PRESIDENT OFFICIALLY OUT, PARLIAMENT TO SEEK REPLACEMENT
Gotabaya Rajapaksa has officially stepped down as president of Sri Lanka. It comes after months of anti-government protests over a worsening economic crisis.
Sri Lanka’s parliamentary speaker officially accepted Rajapaksa’s resignation on Friday. Earlier this week, the now-former leader fled the country with his wife. He is now reportedly in Singapore.
It brings an end to more than a decade of Sri Lanka’s rule by the Rajapaksa dynasty. Both Gotabaya and his brother Mahinda have served as president, while their relatives have held key government positions.
Colombo, the country’s largest city, is still under a state of emergency after a week of unrest. Protesters clashed with security forces on Wednesday, and the official residences of both the president and the prime minister remain occupied by demonstrators.
The country remains critically short on food and fuel and lacks the funds to import more.
UKRAINIAN EVACUEE DECIDES TO RETURN HOME, DESPITE RISKS
The futures of many people who’ve fled Ukraine are in limbo more than four months into Russia’s invasion. One Ukrainian woman who evacuated to Japan is now on her way back, even as the fighting rages on.
Fifty-three-year-old Nataliia Kulakova left the southeastern region of Zaporizhzhia in April. She was headed for Sapporo on Japan’s northern main island of Hokkaido, where her daughter Veronika lives.
Nataliia started learning Japanese and gradually got used to life in Japan. Last month, she was granted the right to stay and work for one year.
But Nataliia has decided to return to Ukraine. She says she was asked to return to her police job. Under changes to the law in her country, she worries she could lose her job if she stays away too long.
And the day before leaving Japan, her feelings are mixed.
“I feel very safe in Japan. I’m scared to go back to Ukraine. But I have to go home for work.”
JAPAN RANKS 116TH IN GENDER GAP REPORT
Analysts with the World Economic Forum have released their annual report on the global gender gap. They ranked Japan 116th out of 146 countries.
The report examines gender gaps in four areas: political empowerment, economic participation and opportunity, educational attainment, and health and survival. Iceland tops the list for the 13th straight year.
Japan fared well in the education and health categories. But it received poor assessments in the political and economic ones.
The report notes the percentage of women working in the Lower House of the Diet and the Cabinet is small. It indicates the percentage of women holding corporate managerial positions is low as well.
The document states the coronavirus pandemic had a harmful effect on gender equality. That may be because women provided most of the care for their children when daycare centers and schools were closed.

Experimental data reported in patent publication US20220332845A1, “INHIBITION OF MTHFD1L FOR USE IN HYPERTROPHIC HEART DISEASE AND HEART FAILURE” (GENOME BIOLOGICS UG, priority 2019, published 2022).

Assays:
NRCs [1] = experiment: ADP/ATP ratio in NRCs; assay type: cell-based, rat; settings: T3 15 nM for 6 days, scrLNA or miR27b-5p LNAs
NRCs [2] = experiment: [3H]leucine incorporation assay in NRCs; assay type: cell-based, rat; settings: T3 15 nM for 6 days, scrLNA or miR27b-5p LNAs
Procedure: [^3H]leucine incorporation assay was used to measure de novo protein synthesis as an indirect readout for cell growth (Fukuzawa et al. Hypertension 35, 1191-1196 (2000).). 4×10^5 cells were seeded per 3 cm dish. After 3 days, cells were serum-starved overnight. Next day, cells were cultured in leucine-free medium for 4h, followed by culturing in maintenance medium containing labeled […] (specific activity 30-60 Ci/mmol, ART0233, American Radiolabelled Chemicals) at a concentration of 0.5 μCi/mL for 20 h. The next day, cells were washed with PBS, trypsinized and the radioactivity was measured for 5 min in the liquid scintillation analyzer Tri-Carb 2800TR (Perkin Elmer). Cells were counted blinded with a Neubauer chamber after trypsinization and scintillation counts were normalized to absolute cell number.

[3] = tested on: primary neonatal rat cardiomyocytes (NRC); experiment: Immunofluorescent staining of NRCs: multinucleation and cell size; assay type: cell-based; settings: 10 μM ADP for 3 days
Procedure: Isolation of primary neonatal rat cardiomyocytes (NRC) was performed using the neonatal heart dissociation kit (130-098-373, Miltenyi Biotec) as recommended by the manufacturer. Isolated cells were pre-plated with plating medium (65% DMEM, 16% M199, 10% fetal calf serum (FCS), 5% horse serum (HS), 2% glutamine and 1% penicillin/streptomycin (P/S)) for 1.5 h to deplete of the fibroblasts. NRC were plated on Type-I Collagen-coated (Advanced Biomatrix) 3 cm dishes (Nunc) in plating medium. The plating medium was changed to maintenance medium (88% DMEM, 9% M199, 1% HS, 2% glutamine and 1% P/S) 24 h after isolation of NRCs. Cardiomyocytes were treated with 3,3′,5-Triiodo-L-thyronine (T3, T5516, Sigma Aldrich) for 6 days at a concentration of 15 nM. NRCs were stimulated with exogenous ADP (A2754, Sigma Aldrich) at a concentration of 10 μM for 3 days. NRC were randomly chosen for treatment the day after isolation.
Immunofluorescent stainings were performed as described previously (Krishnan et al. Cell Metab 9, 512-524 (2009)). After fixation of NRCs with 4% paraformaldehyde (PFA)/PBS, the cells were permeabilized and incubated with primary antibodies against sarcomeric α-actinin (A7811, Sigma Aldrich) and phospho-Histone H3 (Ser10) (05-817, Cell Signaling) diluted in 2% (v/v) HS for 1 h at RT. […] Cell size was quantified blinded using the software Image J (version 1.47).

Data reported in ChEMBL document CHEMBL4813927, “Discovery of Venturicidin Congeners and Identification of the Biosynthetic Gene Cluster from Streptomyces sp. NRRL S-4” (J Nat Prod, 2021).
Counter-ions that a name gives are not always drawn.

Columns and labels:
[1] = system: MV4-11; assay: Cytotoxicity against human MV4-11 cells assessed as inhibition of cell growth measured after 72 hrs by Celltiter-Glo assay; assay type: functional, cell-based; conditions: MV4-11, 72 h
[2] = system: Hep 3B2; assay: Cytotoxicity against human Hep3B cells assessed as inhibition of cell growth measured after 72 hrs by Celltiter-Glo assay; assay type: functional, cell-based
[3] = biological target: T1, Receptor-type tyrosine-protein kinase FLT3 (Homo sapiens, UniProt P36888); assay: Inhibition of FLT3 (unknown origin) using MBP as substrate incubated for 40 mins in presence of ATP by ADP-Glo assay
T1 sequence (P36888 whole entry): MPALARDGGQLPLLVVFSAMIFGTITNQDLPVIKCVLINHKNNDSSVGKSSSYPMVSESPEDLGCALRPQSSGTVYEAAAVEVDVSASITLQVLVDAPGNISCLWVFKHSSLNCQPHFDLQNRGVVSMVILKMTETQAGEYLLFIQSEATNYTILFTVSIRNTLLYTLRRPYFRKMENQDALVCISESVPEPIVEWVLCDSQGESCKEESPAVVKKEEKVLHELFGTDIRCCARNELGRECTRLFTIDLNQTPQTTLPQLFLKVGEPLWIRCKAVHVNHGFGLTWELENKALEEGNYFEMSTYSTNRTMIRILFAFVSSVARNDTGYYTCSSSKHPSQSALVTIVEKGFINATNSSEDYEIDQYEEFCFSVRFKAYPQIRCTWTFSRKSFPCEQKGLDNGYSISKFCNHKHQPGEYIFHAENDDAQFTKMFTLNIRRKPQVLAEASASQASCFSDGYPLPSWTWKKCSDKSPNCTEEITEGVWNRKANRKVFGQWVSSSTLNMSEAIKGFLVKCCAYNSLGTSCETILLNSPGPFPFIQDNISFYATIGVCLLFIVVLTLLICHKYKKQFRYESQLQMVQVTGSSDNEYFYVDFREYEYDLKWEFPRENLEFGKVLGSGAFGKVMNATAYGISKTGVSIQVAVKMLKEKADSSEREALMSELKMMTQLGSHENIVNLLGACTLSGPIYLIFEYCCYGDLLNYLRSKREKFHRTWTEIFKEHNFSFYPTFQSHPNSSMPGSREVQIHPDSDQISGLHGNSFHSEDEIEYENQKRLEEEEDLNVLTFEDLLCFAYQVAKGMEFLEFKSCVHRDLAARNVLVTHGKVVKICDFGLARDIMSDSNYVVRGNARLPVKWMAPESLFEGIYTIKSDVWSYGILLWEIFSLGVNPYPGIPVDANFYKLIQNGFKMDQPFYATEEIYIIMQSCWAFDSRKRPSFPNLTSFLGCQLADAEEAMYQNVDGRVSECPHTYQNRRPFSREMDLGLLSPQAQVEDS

EX-TEPCO EXECS ORDERED TO PAY FOR FUKUSHIMA NUCLEAR DISASTER
A lower court in Tokyo is ordering four former executives of Tokyo Electric Power Company to pay nearly 100 billion dollars in damages to the utility. Shareholders claim the company suffered massive financial losses because of the 2011 accident at its Fukushima Daiichi nuclear plant.
The trial focused on the reliability of a long-term assessment of potential seismic activities. The report was issued by a government panel nine years before the accident.
The shareholders argued the assessment is reliable and the former managers should have done more to safeguard the plant against the huge tsunami they knew was possible.
But the managers claimed the assessment had low credibility, so they could not foresee damage from a massive tsunami. They argued even if they did, they would not have had time to take the necessary preventive measures.
The presiding judge ruled on Wednesday the executives fundamentally lacked safety awareness and a sense of responsibility as the operator of a nuclear plant.
SCORCHING HEAT WREAKS HAVOC ACROSS EUROPE
People in Europe are enduring a record heatwave. Scorching temperatures have touched off wildfires in France, Spain, and Portugal. Residents have been forced to evacuate as flames approach their neighborhoods.
This video was taken on board a Spanish train during an emergency stop. Passengers watched as flames surrounded them.
In France, the heat is breaking records, with the mercury rising above 40 degrees Celsius. The coastal city of Biscarrosse recorded 42.6.
In Britain, it was hot enough to put some transportation out of commission. The runway at Luton Airport near London was damaged, temporarily suspending flights. British rail operators also cancelled some services and imposed speed limits after defects were found on tracks.